(These notes were produced for a 2003 class)
Africa is a large continent with a diversity of culture and in one sense ‘African Cinema’ seems a misleading term. Yet, strip out Egypt and South Africa, countries with established film industries and links to the international cinema business in other parts of the world, and the rest of Africa shares many common features. The possibility of films made by Africans in Africa didn’t really arise until the process of decolonisation was well underway in the early 1960s.
Anglophone and Lusophone (Portugese speaking) Africa were slow to move into feature film production. Anglophone Africa has been restricted in the development of film culture because the British colonial powers made no attempt to promote film as art and concentrated solely on educational and documentary filmmaking. At the same time, the limited spread of entertainment cinema remained in the hands of American and other foreign distributors.
It has been across the Francophone countries of North Africa and West Africa that film culture has developed. French colonial policy included attempts to promote an interest in film as art and following independence, strong cultural ties with ex-colonies have seen support for filmmaking in Africa. This support has been expressed through training opportunities, access to post production and distribution outside Africa. As a result, Paris has long been a major centre for African film (and popular music).
As might be expected, the relationship between African filmmakers and the ex-colonial power have not always been straightforward. As soon as Sembène Ousmane’s Borom Sarret appeared in Senegal in 1963 and was hailed as sub-Saharan Africa’s first feature (albeit a short feature), African filmmaking became political. In carving out a space within which to make ‘African’ films, many of the new directors found themselves at odds, not just with the French, but also with their own ‘neo-colonialist’ governments and many films were banned. The new rulers of countries like Senegal were sensitive to criticism and seemingly preferred the local audience to see Western or Asian action films rather than contemplations on life at home. As a result, filmmakers from different countries found strength in getting together in a ‘pan-African’ movement FEPACI (Fédération Panafricaine des Cinéastes) and later the Film Festivals at Carthage in Tunisia and Ouagadougou in Burkina-Faso.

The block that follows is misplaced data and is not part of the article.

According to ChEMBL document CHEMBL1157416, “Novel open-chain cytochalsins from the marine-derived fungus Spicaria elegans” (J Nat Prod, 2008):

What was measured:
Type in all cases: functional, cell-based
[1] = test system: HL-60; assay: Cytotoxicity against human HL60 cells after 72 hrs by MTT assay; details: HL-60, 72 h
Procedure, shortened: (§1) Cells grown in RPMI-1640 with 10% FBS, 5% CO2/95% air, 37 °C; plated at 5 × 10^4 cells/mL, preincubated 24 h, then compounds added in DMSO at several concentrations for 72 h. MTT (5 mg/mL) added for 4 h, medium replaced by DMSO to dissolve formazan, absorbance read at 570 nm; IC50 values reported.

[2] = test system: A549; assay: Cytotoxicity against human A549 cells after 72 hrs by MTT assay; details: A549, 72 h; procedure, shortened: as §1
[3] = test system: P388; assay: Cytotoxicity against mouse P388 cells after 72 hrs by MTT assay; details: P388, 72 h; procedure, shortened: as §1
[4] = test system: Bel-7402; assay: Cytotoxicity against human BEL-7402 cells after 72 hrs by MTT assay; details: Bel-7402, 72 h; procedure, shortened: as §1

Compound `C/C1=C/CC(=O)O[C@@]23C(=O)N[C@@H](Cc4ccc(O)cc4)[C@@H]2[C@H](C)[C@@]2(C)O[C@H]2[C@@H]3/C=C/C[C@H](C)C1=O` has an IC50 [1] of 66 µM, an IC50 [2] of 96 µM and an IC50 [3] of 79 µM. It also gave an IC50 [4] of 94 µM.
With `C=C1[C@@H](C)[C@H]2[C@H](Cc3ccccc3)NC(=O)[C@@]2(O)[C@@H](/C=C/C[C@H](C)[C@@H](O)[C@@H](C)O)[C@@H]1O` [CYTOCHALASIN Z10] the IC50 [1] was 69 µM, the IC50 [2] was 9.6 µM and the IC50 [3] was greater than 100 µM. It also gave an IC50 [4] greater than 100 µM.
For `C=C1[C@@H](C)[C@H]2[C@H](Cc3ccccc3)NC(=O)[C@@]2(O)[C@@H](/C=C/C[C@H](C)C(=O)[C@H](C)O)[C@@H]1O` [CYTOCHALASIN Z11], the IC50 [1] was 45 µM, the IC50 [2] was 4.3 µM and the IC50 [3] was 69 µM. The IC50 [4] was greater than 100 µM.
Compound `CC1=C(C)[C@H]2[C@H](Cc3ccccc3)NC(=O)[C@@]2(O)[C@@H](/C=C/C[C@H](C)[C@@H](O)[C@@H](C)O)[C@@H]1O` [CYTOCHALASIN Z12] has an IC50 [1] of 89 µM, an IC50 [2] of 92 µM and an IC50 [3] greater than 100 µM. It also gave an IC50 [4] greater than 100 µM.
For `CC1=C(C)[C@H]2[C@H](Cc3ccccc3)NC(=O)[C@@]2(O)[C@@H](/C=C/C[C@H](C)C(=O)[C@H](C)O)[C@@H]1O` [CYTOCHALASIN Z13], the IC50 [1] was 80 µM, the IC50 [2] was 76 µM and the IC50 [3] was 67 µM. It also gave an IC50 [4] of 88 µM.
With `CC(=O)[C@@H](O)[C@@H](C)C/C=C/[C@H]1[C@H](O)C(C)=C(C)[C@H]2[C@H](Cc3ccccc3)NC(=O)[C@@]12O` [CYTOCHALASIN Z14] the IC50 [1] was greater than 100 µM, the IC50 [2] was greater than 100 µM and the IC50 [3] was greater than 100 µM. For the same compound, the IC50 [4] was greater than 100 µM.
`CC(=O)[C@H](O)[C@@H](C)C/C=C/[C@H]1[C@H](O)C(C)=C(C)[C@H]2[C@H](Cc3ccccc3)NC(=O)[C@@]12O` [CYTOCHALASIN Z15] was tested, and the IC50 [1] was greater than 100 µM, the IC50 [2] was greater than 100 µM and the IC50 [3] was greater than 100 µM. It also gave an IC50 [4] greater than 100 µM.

Through these kinds of initiatives, filmmakers have been able to see their films, sometimes banned at home, screened in other countries and for outside film journalists. This collective effort has meant that some of the poorest countries in the world, notably Mali and Burkina-Faso, have produced world-class film directors.
Souleymane Cissé (born 1940)
Cissé is a good example of a filmmaker who received his training abroad. Initially a photographer, he won a scholarship to go to the Soviet Union to train as a projectionist but switched to film direction, remaining seven years. In 1970, back in Mali he worked for the Ministry of Information on newsreels and documentaries but Den Muso, his first feature in the local language, Bambara, was banned by the Malian authorities. This tale of a young ‘child mother’ eventually led to an intervention, on Cissé’s behalf, by the Head of State. Cissé had further problems with Baara in 1978. He described this film as “. . . a description of the problems of a working-class in the process of formation” (Leahy 1988) and saw the central issue as the peasantry and the ways in which it might become politicised.
Finye appeared at the right time to benefit from a change in French cultural policy following the rise to power of François Mitterand in 1980, receiving support from the French government for distribution in France where it played at various cinemas over a six-month period. Through this exposure, Cissé gained something of an international reputation and in 1987 his fourth feature Yeelen won a prize at Cannes and was widely distributed internationally. His fifth feature, Waati appeared in 1995.